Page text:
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Discussion Starter #1
Theh other week I was watching television and once again an article came on regarding an all electric car about to go into "mass" production. It's supposed to be a "hot rocket", a two seater and the vehicle is powered by NiMH cells or better a rather large pack or series of these. Seeing that I got to thinking (something which at times gets me into trouble) what if ...

If the engine on "The Silver Bullet" dies, what if it were to be replaced by a second NiMH pack and a twenty or thirty HP electric motor; yes, I am aware of what's currently available in that regard for EVs. There's already one NiMH battery pack in the back of the car, but what if it were augmented by a second such pack? These Insights are for all intents and purposes all aluminum and plastic, so it's reasonable to assume that (excluding automotive accidents) these Insight shells will be around for a very long time, so I have to ask, have any of you savy lads looked into an installation as is being contemplated here?

What kind of range would such a proposed Insight shell have? What would the drawbacks be for such an assembly? The "hot rocket" as mentioned above, which except for the battery pack(s) weighs as I understand it about as much as the Insight, and is supposed to have a range of two (200) miles before recharging is needed, a range which is almost sufficient for the vast majority of my weekly driving needs; a three hundred mile range would in most instances be more than sufficient.

... was just thinking.

Fred / Proud Owner of "The Silver Bullet"
 

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I think the technology with regards to motors and battery packs have come a long way. There still isn't a battery and motor combo yet to replace the size, power and range of the gas engine. It's getting there , but batteries end up taking up the whole storage and adding wieght to get the power and range to be useful.
I think we're still 5 years away from a 100% electic car.
 

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Discussion Starter #3
K-Sight said:
I think we're still 5 years away from a 100% electic car.
Not so sure you're right about that. Suspicision has it on this end that a "100% electric car" is further off in the distance than five years (including installation of solar cells on the upper/outer body surface(s)) but some combination of an electric primary power plant, augmented by a small and very efficient supercharged diesel generator is well within that five year time frame.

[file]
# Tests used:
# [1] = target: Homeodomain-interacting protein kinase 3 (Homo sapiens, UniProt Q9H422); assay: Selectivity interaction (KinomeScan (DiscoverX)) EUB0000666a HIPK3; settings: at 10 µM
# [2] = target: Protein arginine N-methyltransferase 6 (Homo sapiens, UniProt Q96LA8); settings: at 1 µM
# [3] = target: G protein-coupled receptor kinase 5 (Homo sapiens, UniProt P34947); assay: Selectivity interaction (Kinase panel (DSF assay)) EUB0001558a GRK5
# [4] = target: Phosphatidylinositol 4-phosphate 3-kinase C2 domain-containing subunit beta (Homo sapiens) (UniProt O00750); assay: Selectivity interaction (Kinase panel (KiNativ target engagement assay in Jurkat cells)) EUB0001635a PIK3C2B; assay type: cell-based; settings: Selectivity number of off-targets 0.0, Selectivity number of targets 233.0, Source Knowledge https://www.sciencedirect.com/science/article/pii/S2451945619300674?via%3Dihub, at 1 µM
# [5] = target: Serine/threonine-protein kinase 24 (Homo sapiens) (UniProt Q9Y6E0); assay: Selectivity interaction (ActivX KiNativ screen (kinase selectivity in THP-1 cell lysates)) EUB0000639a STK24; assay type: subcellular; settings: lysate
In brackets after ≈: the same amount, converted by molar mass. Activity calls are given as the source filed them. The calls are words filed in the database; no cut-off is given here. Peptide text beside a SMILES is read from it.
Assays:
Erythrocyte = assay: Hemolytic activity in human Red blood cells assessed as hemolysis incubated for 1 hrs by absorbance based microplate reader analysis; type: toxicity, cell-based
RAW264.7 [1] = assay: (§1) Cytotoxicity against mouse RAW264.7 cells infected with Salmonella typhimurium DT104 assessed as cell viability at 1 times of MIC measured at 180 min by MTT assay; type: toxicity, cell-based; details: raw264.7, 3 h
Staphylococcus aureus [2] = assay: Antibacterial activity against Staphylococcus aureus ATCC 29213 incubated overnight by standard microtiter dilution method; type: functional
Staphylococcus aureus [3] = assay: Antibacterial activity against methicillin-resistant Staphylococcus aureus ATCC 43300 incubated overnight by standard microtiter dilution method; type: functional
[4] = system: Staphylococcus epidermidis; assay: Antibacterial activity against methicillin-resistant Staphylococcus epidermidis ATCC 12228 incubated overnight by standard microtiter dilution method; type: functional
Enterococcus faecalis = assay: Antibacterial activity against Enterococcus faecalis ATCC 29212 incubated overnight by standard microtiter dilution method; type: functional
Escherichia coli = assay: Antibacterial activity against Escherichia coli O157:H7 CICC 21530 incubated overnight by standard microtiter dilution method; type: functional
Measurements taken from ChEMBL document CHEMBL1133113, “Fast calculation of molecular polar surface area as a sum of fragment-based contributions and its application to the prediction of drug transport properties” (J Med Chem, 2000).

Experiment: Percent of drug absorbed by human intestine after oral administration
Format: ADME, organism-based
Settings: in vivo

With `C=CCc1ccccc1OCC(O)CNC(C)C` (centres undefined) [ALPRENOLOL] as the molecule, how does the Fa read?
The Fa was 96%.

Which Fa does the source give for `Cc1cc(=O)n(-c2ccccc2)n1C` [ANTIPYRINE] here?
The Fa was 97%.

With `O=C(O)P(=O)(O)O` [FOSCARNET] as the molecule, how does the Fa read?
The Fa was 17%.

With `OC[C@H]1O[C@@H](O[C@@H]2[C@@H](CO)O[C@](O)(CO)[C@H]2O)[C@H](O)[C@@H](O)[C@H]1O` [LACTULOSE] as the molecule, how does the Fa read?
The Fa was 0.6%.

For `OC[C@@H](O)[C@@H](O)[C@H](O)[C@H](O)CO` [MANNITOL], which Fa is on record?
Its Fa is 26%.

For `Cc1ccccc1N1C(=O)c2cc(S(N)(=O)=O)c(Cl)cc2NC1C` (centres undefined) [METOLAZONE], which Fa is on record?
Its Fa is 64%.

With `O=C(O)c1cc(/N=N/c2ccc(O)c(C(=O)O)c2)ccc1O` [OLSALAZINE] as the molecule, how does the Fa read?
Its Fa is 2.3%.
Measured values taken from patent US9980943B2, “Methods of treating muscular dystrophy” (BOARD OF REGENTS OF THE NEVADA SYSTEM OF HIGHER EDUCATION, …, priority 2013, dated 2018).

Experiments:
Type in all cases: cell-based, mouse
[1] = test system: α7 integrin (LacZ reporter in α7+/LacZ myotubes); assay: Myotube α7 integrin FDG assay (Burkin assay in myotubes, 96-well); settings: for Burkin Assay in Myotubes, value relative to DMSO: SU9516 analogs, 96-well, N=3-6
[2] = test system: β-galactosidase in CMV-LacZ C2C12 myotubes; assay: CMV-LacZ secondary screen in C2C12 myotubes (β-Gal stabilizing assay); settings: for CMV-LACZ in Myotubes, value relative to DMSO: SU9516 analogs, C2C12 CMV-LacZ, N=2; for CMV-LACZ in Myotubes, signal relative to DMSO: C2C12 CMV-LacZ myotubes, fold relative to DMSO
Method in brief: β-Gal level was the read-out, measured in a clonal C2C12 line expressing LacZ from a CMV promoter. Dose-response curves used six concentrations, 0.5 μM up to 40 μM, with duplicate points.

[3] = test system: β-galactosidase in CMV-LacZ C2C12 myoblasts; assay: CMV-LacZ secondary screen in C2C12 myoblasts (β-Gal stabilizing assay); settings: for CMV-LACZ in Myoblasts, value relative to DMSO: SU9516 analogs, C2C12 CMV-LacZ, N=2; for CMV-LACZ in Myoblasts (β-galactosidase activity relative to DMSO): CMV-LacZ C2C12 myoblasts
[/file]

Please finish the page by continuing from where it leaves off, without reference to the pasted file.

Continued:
I could be wrong about this - nothing new here - but as I understand it so far, advances in battery technology is far ahead of that for small, very small, diesel engines, a massively overlooked power source.

Fred / Proud Owner of "The Silver Bullet"
 

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"I think we're still 5 years away from a 100% electic car."

Yeah, it's like nuclear fusion - we've been 25 years away from it for at least 25 years :)

The thing is, I can't see why you'd want a 100% electric car, given present/foreseeable battery technology. There are some problems, like range & winter heating, that are much easier to solve with various degrees of hybrids.

For myself, I'd want one with a nice little Stirling engine rather than a diesel, and I'd leave the solar cells at home on the roof so I can park in the shade. I've been reading a bit about flywheel energy storage, too: seems that energy per weight is almost up to battery level, with a lot less loss and fewer constraints on charging rates.
 

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Almost all of the people that had EV1s were desperate to keep them, and campaigned for ages to do so. It was GMs decision to crush them.

The Toyota RAV4 EVs are still on the road, however, many with more than 120,000 miles on the original battery and no problems whatsoever. Do a search for DarellDD, he charges his RAV4 entirely from solar power on his house roof.

There is no problem with winter heating, as an efficient heat-pump can be used to heat the cabin using electricity.

As for more modern EVs, the latest versions are taking advantage of lithium-ion. Look at the Tesla EV, 0-60 in 4.0s and 250 mile range using lithium-ion.

Alternatively, look at the Phoenix SUT. It uses the new Altair LiIon chemistry, which was just demonstrated in front of a packed audience of journalists.